COLOR: Beware of Preconceptions (Online art lesson #35)

Our ideas about a color differ from what the eye really sees, and we’re generally convinced that these preconceptions are accurate.  Use the following technique to isolate and evaluate color.

To access colors that are at a distance, look through a spot finder to isolate the color from your preconceptions of the color  weekly art  Lillian Kennedy

To evaluate a color, look through a spot finder to separate it from your preconceptions about the subject.

We humans are pretty smart.  We know that the tree in front of us is the same color as the tree of the same species on the distant mountain. Knowing this makes survival easier.  Imagine if we looked out and gasped, “Holy smoke, look at that hillside covered in pale bluish purple  trees! Those must be really strange  trees!” In order to be productive and effective, we have learned to interpret the distant color as the same as the near color.

We identify an object and decide that we know what color it is.  This is useful in daily life, but not in painting.  The colors that we actually see vary a great deal depending on light, shadow, atmosphere, distance, and reflections.

To check this out, put a small hole in the middle of grey paper. Fully extend the arm holding the paper. Close one eye and use the other eye to look through the hole.   When you eliminate the visual clues about what the subject is, you can study the color alone.  Ask yourself, “If I had no idea  what this color was attached to, how would I describe it?”

Last week I took a class plein air painting  in Boulder’s community gardens.

What color do you think those distant trees on the mountain are when you’re standing right in front of them?  If you paint them that color instead of the color that you see, they won’t appear to recede.

In my effort to explain this concept, I grabbed the lid from my take-out coffee.  It worked well for the purpose:  So, if you don’t want to make a hole in the middle of grey paper,  try this when you get your next coffee to-go.

Naw,  no one will think you’re weird if you look  through the little sip hole  exclaiming, “Wow – the trees really are blue!”.

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12 Responses to COLOR: Beware of Preconceptions (Online art lesson #35)

  1. Hi Lilly! …I’ve been “studying” this concept this week. Yep–it works! This is really cool. I know it will help me make better landscapes. Thanks!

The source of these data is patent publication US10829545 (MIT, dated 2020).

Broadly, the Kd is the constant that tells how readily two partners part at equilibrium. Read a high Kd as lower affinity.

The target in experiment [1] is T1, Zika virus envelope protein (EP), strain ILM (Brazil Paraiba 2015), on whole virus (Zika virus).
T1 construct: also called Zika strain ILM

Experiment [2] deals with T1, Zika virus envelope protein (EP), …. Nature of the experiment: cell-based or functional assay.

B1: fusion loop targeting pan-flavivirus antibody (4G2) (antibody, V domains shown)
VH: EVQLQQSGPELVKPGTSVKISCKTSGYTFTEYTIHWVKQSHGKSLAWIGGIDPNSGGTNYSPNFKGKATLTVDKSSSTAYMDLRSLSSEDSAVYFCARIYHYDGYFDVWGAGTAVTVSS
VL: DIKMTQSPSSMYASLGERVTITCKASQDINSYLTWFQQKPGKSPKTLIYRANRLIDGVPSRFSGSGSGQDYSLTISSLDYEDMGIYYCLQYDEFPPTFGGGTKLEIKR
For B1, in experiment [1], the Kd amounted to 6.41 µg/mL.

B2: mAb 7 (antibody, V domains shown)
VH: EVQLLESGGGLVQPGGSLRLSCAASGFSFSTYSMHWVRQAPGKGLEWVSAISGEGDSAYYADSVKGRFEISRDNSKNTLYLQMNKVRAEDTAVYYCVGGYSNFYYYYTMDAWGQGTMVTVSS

2. Jean in NH says:

    Interesting and helpful.

  3. Janette Rozene says:

    Some art students once explained this to me that there are layers of atmosphere between where you stand and objects in the far distance, like veils of water. Each layer makes the distance more violet. So you must be careful to make the black tree that is miles away much lighter and bluer in color than the black root at your feet. Save the pure rich color for the foreground. The green tree on the mountain thus becomes blue violet when it is far away and only green when it is nearby. Take a walk early in the morning, look at the color of an object in the distance and quickly compare to the same color right at your feet so your mind will not trick you into painting them the same color. Thanks Lillian for another great lesson!

    • Lillian Kennedy says:

      Thanks for sharing. You’ve brought up atmospheric perspective and explained it well. It took me a long time to learn to see it. It was in Frank Mason’s Vermont class that I first started to learn to SEE this.

  4. Nyla Witmore says:

    Who knew that probably one of the best views of the flatirons from the community grow-your-own- gardens would be better than alot of postcards….the house in the distance looked like it could have been in France. SOOO charming. Who wants to paint only the “postcard” views. Your weekly lessons are so informative and you express yourself soooooooooooooo well.

    Maybe another weekly lesson topic could be about choosing views that are not the cliche “postcard” views—to keep us seeking out the “more artistic and appealing” views.

    • Lillian Kennedy says:

      Hi Nyla! I often walk to Vic’s and always pass through the community gardens. The angle is similar to what used to be the back fields of Long’s Iris gardens. There is always so much activity is the community gardens that it makes the scene lively and interesting. There are some great shaded areas that you can work from there. I certainly have done the “postcard” views of the Flatirons … that choice had a lot to do with the market/ income.

  5. Tisha says:

    A wonderful class and yes Nyla is right it was very reminiscent of France. Thank you for the peephole tool idea. Sometimes the natural outdoor beauty is so daunting and vast that you don’t know were to start . Focusing through the peephole not only helps distinguish color, but you can start to focus on the tool at hand and build a small imaginary frame around a specific area you wish to work on. I find that this helps my process and I waste less emotion on being overwhelmed. All that excitement and energy when I get to the site can then dive into the canvas.

    • Lillian Kennedy says:

      Oh Tisha, And you do have SO much passion and energy in your painting. I find it difficult to contain sometimes too. I actually feel visually greedy – my eyes want to eat up every beautiful spot.

  6. Pingback: How Well do You See Color? (Online art lesson #37) |

  7. Tamilou says:

    What a great idea! I can’t wait to try it out. Thanks Lillian.

  8. Pingback: Aerial Perspective – The Atmosphere That Keeps You and Your Paintings Alive (Online art lesson # 61) |

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